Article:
"Australian identity", racism and recent responses to Asian immigration to Australia

Date

1997

Authors

Jones, Gavin W

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Abstract

Recent responses to Asian immigration in Australia can be assessed in relation to Australia’s search for a national identity. Australian nationalism has always had its racist elements, reflected in the maintenance of the White Australia Policy until it was abolished by the Whitlam government in 1973. Asian immigration has built up considerably since them, though no one source country has been dominant. Since the late 1970s, generally one third or more of settler arrivals have been from Asian countries. Migrants to Australia from Asian countries have been, on average, more highly educated and have achieved higher income levels than the rest of the population. However, some groups have had below average education levels, notably refugees from the Indo-chines region. The polls indicate majority opposition to Asian immigration, as to immigration in general, though multiple issue opinion polling does not show immigration to be an issue of major concern. Since the maiden speech in parliament by the independent member for Oxley, Pauline Hanson, in September 1996, a “race controversy” has erupted which has reflected not only the persistence of racist attitudes among a section of the Australian population, but also that there is a class and education element: anti-Asian sentiment is more prevalent among the Anglo-Australian working class than among the better educated and those of immigrant background. Avoidance of further widening of these fault lines in Australian society will require statesmanship of a high order from Australia’s political leaders.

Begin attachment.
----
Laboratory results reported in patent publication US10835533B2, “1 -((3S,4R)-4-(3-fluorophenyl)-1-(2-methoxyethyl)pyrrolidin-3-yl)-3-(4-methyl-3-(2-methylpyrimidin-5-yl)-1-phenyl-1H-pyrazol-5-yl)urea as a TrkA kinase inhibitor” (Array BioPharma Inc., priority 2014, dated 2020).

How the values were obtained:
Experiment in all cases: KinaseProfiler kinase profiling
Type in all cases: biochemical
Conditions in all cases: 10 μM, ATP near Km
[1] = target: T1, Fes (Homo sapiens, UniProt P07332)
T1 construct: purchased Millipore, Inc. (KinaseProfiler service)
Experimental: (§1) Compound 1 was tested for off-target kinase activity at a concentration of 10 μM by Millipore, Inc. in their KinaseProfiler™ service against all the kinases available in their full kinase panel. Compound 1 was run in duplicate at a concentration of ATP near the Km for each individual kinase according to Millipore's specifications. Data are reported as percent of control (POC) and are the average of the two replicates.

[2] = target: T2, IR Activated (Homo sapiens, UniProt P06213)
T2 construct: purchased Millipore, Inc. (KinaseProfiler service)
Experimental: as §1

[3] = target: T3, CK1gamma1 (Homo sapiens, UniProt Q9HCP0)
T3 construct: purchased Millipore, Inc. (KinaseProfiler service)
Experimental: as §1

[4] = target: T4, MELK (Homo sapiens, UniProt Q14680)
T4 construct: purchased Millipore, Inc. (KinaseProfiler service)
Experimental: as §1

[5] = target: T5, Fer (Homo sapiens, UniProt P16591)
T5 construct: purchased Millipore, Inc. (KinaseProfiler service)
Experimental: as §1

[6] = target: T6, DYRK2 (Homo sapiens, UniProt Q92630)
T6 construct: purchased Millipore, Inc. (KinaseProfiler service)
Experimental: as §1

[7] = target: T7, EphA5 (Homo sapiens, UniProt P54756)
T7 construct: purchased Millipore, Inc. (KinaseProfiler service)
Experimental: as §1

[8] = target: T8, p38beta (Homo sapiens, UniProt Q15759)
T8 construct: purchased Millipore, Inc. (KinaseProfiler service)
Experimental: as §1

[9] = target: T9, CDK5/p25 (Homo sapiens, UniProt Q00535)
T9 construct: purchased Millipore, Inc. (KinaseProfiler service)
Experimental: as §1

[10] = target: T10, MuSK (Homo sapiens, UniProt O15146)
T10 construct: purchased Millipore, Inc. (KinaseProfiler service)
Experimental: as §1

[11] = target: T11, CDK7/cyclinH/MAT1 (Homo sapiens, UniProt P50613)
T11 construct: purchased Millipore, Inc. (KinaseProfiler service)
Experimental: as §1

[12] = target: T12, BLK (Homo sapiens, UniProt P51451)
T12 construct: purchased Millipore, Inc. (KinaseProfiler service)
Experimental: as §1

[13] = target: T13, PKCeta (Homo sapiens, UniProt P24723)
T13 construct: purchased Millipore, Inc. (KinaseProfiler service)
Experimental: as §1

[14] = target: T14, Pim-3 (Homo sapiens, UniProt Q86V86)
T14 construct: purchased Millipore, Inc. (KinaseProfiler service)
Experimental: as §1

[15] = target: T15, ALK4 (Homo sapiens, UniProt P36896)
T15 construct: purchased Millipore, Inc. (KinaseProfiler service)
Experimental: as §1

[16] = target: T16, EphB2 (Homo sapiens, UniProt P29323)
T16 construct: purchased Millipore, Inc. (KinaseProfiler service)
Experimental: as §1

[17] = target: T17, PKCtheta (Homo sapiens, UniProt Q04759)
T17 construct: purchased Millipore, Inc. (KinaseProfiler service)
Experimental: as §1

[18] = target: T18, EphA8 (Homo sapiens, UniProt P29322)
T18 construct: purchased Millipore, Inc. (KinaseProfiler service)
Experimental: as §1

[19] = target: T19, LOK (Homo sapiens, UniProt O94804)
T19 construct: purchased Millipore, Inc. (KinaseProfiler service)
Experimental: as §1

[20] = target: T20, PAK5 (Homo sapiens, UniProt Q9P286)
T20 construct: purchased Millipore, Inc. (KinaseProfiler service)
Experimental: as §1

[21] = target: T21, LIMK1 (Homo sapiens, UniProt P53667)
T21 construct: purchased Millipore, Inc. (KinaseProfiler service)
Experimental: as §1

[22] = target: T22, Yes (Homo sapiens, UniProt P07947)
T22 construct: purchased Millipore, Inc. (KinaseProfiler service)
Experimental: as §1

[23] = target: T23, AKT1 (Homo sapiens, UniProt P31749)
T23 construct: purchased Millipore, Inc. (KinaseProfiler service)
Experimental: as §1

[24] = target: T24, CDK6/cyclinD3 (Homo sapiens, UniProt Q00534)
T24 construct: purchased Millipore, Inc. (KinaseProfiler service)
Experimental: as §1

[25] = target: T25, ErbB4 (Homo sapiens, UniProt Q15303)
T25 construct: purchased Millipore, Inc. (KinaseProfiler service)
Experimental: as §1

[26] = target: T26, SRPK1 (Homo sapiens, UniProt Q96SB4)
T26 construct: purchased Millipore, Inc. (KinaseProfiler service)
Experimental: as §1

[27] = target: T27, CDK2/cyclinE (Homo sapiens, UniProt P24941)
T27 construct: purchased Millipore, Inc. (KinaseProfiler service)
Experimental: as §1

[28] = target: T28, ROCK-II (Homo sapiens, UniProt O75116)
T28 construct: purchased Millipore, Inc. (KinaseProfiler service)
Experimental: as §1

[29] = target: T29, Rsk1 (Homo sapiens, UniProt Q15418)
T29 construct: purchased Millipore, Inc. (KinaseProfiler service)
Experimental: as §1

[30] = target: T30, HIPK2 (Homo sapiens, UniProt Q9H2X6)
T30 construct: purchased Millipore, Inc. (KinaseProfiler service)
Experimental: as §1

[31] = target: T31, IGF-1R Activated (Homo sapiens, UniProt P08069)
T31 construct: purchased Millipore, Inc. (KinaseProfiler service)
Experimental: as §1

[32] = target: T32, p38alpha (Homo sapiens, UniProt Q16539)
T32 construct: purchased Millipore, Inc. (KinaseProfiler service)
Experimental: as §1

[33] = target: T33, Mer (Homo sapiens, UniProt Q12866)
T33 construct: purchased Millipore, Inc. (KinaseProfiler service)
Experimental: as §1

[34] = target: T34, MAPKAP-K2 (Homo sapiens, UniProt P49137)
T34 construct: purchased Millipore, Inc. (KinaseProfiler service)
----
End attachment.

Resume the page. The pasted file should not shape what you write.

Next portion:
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Keywords

racism, Asian immigration, Australia, national identity, immigration policies, immigration patterns

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Working/Technical Paper

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